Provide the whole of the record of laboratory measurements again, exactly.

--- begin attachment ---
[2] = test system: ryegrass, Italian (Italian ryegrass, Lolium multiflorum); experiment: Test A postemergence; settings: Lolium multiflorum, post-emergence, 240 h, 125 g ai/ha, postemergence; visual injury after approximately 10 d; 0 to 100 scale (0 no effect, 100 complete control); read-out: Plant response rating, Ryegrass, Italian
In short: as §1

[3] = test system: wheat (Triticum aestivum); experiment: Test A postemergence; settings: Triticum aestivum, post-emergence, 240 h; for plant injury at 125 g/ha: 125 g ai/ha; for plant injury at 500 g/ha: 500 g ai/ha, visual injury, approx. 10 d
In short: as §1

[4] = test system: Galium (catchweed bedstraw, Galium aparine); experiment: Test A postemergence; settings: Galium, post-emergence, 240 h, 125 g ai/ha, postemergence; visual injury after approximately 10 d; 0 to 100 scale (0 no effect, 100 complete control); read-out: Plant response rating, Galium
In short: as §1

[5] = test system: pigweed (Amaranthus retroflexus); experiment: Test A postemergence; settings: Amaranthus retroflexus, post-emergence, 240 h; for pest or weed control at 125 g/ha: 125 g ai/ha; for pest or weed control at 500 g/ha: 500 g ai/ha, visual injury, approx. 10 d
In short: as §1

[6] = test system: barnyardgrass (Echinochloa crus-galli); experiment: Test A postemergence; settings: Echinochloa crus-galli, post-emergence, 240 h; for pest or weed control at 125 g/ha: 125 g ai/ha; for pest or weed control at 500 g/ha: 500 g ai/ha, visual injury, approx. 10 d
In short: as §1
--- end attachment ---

[2] = test system: ryegrass, Italian (Italian ryegrass, Lolium multiflorum); experiment: Test A postemergence; settings: Lolium multiflorum, post-emergence, 240 h, 125 g ai/ha, postemergence; visual injury after approximately 10 d; 0 to 100 scale (0 no effect, 100 complete control); read-out: Plant response rating, Ryegrass, Italian
In short: as §1

[3] = test system: wheat (Triticum aestivum); experiment: Test A postemergence; settings: Triticum aestivum, post-emergence, 240 h; for plant injury at 125 g/ha: 125 g ai/ha; for plant injury at 500 g/ha: 500 g ai/ha, visual injury, approx. 10 d
In short: as §1

[4] = test system: Galium (catchweed bedstraw, Galium aparine); experiment: Test A postemergence; settings: Galium, post-emergence, 240 h, 125 g ai/ha, postemergence; visual injury after approximately 10 d; 0 to 100 scale (0 no effect, 100 complete control); read-out: Plant response rating, Galium
In short: as §1

[5] = test system: pigweed (Amaranthus retroflexus); experiment: Test A postemergence; settings: Amaranthus retroflexus, post-emergence, 240 h; for pest or weed control at 125 g/ha: 125 g ai/ha; for pest or weed control at 500 g/ha: 500 g ai/ha, visual injury, approx. 10 d
In short: as §1

[6] = test system: barnyardgrass (Echinochloa crus-galli); experiment: Test A postemergence; settings: Echinochloa crus-galli, post-emergence, 240 h; for pest or weed control at 125 g/ha: 125 g ai/ha; for pest or weed control at 500 g/ha: 500 g ai/ha, visual injury, approx. 10 d
In short: as §1